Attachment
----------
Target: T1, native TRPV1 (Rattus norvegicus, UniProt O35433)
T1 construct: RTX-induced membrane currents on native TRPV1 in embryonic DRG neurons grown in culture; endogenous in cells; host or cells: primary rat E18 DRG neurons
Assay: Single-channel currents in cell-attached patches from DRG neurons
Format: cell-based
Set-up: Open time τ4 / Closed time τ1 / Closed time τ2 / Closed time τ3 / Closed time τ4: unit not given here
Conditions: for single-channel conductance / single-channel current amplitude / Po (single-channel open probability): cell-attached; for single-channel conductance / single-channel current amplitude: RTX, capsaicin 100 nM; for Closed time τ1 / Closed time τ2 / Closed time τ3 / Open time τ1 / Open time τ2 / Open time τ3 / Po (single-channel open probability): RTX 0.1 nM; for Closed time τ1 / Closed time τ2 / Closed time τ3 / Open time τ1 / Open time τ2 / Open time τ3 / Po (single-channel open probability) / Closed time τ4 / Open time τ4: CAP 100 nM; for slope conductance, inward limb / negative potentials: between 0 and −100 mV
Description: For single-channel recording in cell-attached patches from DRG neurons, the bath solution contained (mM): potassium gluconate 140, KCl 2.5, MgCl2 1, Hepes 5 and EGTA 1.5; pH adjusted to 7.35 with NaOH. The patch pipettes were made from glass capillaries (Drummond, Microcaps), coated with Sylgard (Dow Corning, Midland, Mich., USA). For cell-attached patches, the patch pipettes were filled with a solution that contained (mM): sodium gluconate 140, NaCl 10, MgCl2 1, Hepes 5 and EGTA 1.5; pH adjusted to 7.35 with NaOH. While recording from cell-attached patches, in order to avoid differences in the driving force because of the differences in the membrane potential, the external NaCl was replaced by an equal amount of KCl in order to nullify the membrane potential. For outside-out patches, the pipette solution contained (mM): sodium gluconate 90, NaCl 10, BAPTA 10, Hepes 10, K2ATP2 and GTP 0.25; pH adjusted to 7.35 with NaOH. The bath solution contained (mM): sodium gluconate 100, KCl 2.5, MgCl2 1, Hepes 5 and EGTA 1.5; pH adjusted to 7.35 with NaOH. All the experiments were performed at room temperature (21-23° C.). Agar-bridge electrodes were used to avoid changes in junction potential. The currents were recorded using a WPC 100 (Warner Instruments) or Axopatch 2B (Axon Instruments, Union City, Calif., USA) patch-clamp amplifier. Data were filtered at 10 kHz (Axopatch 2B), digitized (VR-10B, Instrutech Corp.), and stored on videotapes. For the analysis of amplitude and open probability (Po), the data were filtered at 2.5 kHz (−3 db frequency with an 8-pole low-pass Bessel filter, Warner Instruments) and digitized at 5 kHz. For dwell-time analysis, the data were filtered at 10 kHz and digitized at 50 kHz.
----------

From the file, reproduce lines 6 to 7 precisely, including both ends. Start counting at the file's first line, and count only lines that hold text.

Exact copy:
Conditions: for single-channel conductance / single-channel current amplitude / Po (single-channel open probability): cell-attached; for single-channel conductance / single-channel current amplitude: RTX, capsaicin 100 nM; for Closed time τ1 / Closed time τ2 / Closed time τ3 / Open time τ1 / Open time τ2 / Open time τ3 / Po (single-channel open probability): RTX 0.1 nM; for Closed time τ1 / Closed time τ2 / Closed time τ3 / Open time τ1 / Open time τ2 / Open time τ3 / Po (single-channel open probability) / Closed time τ4 / Open time τ4: CAP 100 nM; for slope conductance, inward limb / negative potentials: between 0 and −100 mV
Description: For single-channel recording in cell-attached patches from DRG neurons, the bath solution contained (mM): potassium gluconate 140, KCl 2.5, MgCl2 1, Hepes 5 and EGTA 1.5; pH adjusted to 7.35 with NaOH. The patch pipettes were made from glass capillaries (Drummond, Microcaps), coated with Sylgard (Dow Corning, Midland, Mich., USA). For cell-attached patches, the patch pipettes were filled with a solution that contained (mM): sodium gluconate 140, NaCl 10, MgCl2 1, Hepes 5 and EGTA 1.5; pH adjusted to 7.35 with NaOH. While recording from cell-attached patches, in order to avoid differences in the driving force because of the differences in the membrane potential, the external NaCl was replaced by an equal amount of KCl in order to nullify the membrane potential. For outside-out patches, the pipette solution contained (mM): sodium gluconate 90, NaCl 10, BAPTA 10, Hepes 10, K2ATP2 and GTP 0.25; pH adjusted to 7.35 with NaOH. The bath solution contained (mM): sodium gluconate 100, KCl 2.5, MgCl2 1, Hepes 5 and EGTA 1.5; pH adjusted to 7.35 with NaOH. All the experiments were performed at room temperature (21-23° C.). Agar-bridge electrodes were used to avoid changes in junction potential. The currents were recorded using a WPC 100 (Warner Instruments) or Axopatch 2B (Axon Instruments, Union City, Calif., USA) patch-clamp amplifier. Data were filtered at 10 kHz (Axopatch 2B), digitized (VR-10B, Instrutech Corp.), and stored on videotapes. For the analysis of amplitude and open probability (Po), the data were filtered at 2.5 kHz (−3 db frequency with an 8-pole low-pass Bessel filter, Warner Instruments) and digitized at 5 kHz. For dwell-time analysis, the data were filtered at 10 kHz and digitized at 50 kHz.